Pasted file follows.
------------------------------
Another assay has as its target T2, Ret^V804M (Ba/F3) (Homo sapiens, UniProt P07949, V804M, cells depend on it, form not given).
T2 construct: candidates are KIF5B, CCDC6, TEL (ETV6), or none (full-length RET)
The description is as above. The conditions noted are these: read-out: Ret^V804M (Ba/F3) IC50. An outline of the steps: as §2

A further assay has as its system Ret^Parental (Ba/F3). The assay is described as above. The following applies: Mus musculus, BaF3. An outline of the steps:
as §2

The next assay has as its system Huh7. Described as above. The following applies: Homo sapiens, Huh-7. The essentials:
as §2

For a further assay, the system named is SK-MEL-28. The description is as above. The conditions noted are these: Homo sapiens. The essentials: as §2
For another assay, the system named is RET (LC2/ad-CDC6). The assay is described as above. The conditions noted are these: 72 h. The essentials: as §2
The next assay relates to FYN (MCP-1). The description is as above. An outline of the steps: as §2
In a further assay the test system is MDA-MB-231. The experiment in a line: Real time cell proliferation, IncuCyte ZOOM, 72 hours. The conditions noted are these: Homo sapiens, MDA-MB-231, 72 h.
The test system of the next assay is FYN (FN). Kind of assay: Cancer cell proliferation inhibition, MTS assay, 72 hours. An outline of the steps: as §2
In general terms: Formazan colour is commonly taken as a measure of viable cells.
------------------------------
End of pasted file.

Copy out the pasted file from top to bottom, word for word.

Another assay has as its target T2, Ret^V804M (Ba/F3) (Homo sapiens, UniProt P07949, V804M, cells depend on it, form not given).
T2 construct: candidates are KIF5B, CCDC6, TEL (ETV6), or none (full-length RET)
The description is as above. The conditions noted are these: read-out: Ret^V804M (Ba/F3) IC50. An outline of the steps: as §2

A further assay has as its system Ret^Parental (Ba/F3). The assay is described as above. The following applies: Mus musculus, BaF3. An outline of the steps:
as §2

The next assay has as its system Huh7. Described as above. The following applies: Homo sapiens, Huh-7. The essentials:
as §2

For a further assay, the system named is SK-MEL-28. The description is as above. The conditions noted are these: Homo sapiens. The essentials: as §2
For another assay, the system named is RET (LC2/ad-CDC6). The assay is described as above. The conditions noted are these: 72 h. The essentials: as §2
The next assay relates to FYN (MCP-1). The description is as above. An outline of the steps: as §2
In a further assay the test system is MDA-MB-231. The experiment in a line: Real time cell proliferation, IncuCyte ZOOM, 72 hours. The conditions noted are these: Homo sapiens, MDA-MB-231, 72 h.
The test system of the next assay is FYN (FN). Kind of assay: Cancer cell proliferation inhibition, MTS assay, 72 hours. An outline of the steps: as §2
In general terms: Formazan colour is commonly taken as a measure of viable cells.